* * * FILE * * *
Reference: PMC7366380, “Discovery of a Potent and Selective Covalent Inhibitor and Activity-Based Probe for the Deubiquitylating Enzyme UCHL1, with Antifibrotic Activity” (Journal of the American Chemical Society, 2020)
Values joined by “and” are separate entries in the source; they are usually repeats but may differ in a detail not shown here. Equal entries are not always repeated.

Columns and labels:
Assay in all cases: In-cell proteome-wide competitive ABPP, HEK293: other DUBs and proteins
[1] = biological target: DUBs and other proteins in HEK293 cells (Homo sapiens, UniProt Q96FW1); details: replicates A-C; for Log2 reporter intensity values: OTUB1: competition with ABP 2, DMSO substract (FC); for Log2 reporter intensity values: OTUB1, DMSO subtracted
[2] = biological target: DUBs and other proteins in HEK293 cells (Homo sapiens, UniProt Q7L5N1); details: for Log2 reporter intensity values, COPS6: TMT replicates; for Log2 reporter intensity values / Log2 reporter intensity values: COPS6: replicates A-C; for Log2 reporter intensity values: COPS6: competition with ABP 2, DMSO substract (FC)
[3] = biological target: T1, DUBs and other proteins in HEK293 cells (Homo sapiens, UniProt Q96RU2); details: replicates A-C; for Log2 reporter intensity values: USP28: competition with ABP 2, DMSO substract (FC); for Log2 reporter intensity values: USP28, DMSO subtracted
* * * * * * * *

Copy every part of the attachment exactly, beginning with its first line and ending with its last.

Reference: PMC7366380, “Discovery of a Potent and Selective Covalent Inhibitor and Activity-Based Probe for the Deubiquitylating Enzyme UCHL1, with Antifibrotic Activity” (Journal of the American Chemical Society, 2020)
Values joined by “and” are separate entries in the source; they are usually repeats but may differ in a detail not shown here. Equal entries are not always repeated.

Columns and labels:
Assay in all cases: In-cell proteome-wide competitive ABPP, HEK293: other DUBs and proteins
[1] = biological target: DUBs and other proteins in HEK293 cells (Homo sapiens, UniProt Q96FW1); details: replicates A-C; for Log2 reporter intensity values: OTUB1: competition with ABP 2, DMSO substract (FC); for Log2 reporter intensity values: OTUB1, DMSO subtracted
[2] = biological target: DUBs and other proteins in HEK293 cells (Homo sapiens, UniProt Q7L5N1); details: for Log2 reporter intensity values, COPS6: TMT replicates; for Log2 reporter intensity values / Log2 reporter intensity values: COPS6: replicates A-C; for Log2 reporter intensity values: COPS6: competition with ABP 2, DMSO substract (FC)
[3] = biological target: T1, DUBs and other proteins in HEK293 cells (Homo sapiens, UniProt Q96RU2); details: replicates A-C; for Log2 reporter intensity values: USP28: competition with ABP 2, DMSO substract (FC); for Log2 reporter intensity values: USP28, DMSO subtracted